David’s directing credits include Ray Cooney’s Tom Dick & Harry, Alan Ayckbourn’s Absent Friends and The Other Side of Chris Barrie.  He was a member of the creative team for Bloodbath – The Musical featuring Antony Costa, which premiered at the Edinburgh Festival in 2009.  David’s extensive pantomime credits include Dick Whittington, Aladdin, Jack and the Beanstalk, Cinderella, Peter Pan and he has worked with many household names including Gareth Gates, Bobby Davro, Matthew Kelly, Sue Hodge, Toyah Willcox, Lorraine Chase, John Altman, Kerry Ellis.

David is also an established voiceover artist and director and was UK voice director for the Disney Corporation on My Friends Tigger & Pooh, Pooh Halloween and The Heffalump Movie. 

 

REVIEW: Glengarry Glen Ross – Theatre Royal, Glasgow

There are no means, moral or otherwise, left unutilised to secure a sale, be it by lying, cheating or stealing, in David Mamet’s Olivier, Tony and Pulitzer Prize-winning Glengarry Glen Ross. A searing portrait not only the dog-eat-dog world of US real estate in the 1980s, but of the consequences of a society inherently driven by capitalism and the pervasive culture of toxic masculinity.

Set over two days in the life of four Chicago salesmen and their quest to be top of the office leader board: Shelly Levene (Mark Benton), once top dog, now down on his luck and scrabbling for every potential lead from his younger superior; Ricky Roma (Nigel Harman) the man of the moment and front-runner to win the star prize of a Cadillac; George Aaronow (Wil Johnson), veteran salesman worn out by the work life he has to lead and veritable Pit Bull Dave Moss (Denis Conway) a seething ball of rage and fury.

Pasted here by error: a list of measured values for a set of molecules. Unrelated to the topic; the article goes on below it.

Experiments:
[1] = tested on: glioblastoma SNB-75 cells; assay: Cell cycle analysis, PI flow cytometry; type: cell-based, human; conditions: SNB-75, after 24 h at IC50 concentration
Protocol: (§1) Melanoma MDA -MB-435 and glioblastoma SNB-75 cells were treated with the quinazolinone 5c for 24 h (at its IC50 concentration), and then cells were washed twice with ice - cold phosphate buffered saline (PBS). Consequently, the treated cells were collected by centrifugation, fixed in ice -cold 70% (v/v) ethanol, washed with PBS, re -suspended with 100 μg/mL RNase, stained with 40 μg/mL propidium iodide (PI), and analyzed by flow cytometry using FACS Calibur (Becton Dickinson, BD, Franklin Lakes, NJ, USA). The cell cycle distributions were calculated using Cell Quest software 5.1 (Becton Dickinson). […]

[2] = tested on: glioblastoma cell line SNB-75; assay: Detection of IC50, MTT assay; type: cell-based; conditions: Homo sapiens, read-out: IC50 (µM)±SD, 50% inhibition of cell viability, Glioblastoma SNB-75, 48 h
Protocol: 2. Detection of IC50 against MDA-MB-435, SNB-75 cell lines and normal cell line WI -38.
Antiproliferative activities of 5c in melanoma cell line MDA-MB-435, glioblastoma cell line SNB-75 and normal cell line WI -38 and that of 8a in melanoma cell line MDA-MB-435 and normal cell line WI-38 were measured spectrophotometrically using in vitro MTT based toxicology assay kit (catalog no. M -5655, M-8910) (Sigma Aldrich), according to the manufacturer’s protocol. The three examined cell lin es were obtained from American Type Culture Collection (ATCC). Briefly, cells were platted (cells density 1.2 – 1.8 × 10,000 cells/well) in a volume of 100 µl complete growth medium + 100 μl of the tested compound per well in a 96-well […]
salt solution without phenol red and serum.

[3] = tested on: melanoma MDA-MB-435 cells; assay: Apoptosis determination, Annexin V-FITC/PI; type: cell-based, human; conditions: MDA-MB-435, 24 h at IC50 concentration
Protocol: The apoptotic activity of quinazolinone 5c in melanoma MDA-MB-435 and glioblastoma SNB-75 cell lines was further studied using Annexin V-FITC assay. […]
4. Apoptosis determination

The expletive-laden, staccato dialogue in Mamet’s 36 year-old play is delivered at machine gun pace from the mouths of four unscrupulous, highly flawed and hard to like protagonists, and at times the dense text and fractured phrasing proves to be a challenge to some of the cast. Whole swathes of the dialogue are swallowed by the vast auditorium – that coupled with some less than perfect American accents, relieves the play of some of its punch. While this is a cast of experience and quality, there are issues with some of the acting which appears forced at times and renders some of the characters more caricature than fully-formed forces of nature. That said, this is as strong an ensemble cast as you are likely to see, particularly Johnson and Conway.

Chiara Stephenson’s exquisite sets are some of the most finely detailed you will have the privilege to see on a UK tour: from the beautifully lit Chinese restaurant to the shabby down-at-heel real estate office, they are a feast for the eyes.

Glengarry Glen Ross remains a savage examination of a way of life that largely failed to pervade the UK, a snap-shot of a period of time that thankfully is all but gone, but, to be frank, it has lost some its power as the years have passed. Worth watching even if only to celebrate a culture and way of life best left behind.

Runs until 13 April 2019 | Image: Marc Brenner

This review was originally written for THE REVIEWS HUB

NEWS: Oor Wullie tour announced with dates at Theatre Royal, Glasgow

Dundee Rep Ensemble and Selladoor Productions in association with Noisemaker, today announced a new musical adventure bringing to life Scotland’s favourite comic strip scamp DC Thomson Media’s Oor Wullie.  The world premiere stage show opens at the Dundee Rep Theatre from 23 Nov – 05 Jan before touring across Scotland with dates at Theatre Royal, Glasgow from 21  – 25 January 2020. Tickets on sale soon.